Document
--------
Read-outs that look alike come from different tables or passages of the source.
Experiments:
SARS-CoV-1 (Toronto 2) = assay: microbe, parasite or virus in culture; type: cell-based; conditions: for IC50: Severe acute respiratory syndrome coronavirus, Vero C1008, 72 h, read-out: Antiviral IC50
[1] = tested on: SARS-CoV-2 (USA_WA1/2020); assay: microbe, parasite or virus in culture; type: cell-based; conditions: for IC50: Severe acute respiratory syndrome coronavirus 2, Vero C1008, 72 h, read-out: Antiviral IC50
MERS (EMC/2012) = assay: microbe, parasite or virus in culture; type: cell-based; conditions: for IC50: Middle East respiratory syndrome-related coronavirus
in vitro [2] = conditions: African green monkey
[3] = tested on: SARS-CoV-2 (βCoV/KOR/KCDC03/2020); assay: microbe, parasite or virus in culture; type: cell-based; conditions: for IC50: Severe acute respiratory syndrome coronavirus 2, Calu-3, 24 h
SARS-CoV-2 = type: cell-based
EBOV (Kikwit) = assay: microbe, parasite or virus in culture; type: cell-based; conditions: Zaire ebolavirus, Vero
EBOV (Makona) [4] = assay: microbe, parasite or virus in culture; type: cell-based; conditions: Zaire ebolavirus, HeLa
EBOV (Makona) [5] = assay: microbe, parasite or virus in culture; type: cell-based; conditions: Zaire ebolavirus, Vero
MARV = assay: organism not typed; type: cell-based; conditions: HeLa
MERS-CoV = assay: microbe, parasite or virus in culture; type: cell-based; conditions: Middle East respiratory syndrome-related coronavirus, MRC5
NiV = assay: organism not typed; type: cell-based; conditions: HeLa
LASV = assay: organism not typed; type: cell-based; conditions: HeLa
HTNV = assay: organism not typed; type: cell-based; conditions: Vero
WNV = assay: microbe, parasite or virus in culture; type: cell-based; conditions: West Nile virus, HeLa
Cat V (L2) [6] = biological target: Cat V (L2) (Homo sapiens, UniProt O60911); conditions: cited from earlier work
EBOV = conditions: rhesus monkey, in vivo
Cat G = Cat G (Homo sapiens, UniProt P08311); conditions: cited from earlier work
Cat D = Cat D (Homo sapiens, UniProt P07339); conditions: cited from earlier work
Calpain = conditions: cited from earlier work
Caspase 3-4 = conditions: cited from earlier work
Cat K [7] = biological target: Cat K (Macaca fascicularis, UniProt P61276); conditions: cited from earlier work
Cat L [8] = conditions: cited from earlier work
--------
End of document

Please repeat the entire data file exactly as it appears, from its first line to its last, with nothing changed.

Read-outs that look alike come from different tables or passages of the source.
Experiments:
SARS-CoV-1 (Toronto 2) = assay: microbe, parasite or virus in culture; type: cell-based; conditions: for IC50: Severe acute respiratory syndrome coronavirus, Vero C1008, 72 h, read-out: Antiviral IC50
[1] = tested on: SARS-CoV-2 (USA_WA1/2020); assay: microbe, parasite or virus in culture; type: cell-based; conditions: for IC50: Severe acute respiratory syndrome coronavirus 2, Vero C1008, 72 h, read-out: Antiviral IC50
MERS (EMC/2012) = assay: microbe, parasite or virus in culture; type: cell-based; conditions: for IC50: Middle East respiratory syndrome-related coronavirus
in vitro [2] = conditions: African green monkey
[3] = tested on: SARS-CoV-2 (βCoV/KOR/KCDC03/2020); assay: microbe, parasite or virus in culture; type: cell-based; conditions: for IC50: Severe acute respiratory syndrome coronavirus 2, Calu-3, 24 h
SARS-CoV-2 = type: cell-based
EBOV (Kikwit) = assay: microbe, parasite or virus in culture; type: cell-based; conditions: Zaire ebolavirus, Vero
EBOV (Makona) [4] = assay: microbe, parasite or virus in culture; type: cell-based; conditions: Zaire ebolavirus, HeLa
EBOV (Makona) [5] = assay: microbe, parasite or virus in culture; type: cell-based; conditions: Zaire ebolavirus, Vero
MARV = assay: organism not typed; type: cell-based; conditions: HeLa
MERS-CoV = assay: microbe, parasite or virus in culture; type: cell-based; conditions: Middle East respiratory syndrome-related coronavirus, MRC5
NiV = assay: organism not typed; type: cell-based; conditions: HeLa
LASV = assay: organism not typed; type: cell-based; conditions: HeLa
HTNV = assay: organism not typed; type: cell-based; conditions: Vero
WNV = assay: microbe, parasite or virus in culture; type: cell-based; conditions: West Nile virus, HeLa
Cat V (L2) [6] = biological target: Cat V (L2) (Homo sapiens, UniProt O60911); conditions: cited from earlier work
EBOV = conditions: rhesus monkey, in vivo
Cat G = Cat G (Homo sapiens, UniProt P08311); conditions: cited from earlier work
Cat D = Cat D (Homo sapiens, UniProt P07339); conditions: cited from earlier work
Calpain = conditions: cited from earlier work
Caspase 3-4 = conditions: cited from earlier work
Cat K [7] = biological target: Cat K (Macaca fascicularis, UniProt P61276); conditions: cited from earlier work
Cat L [8] = conditions: cited from earlier work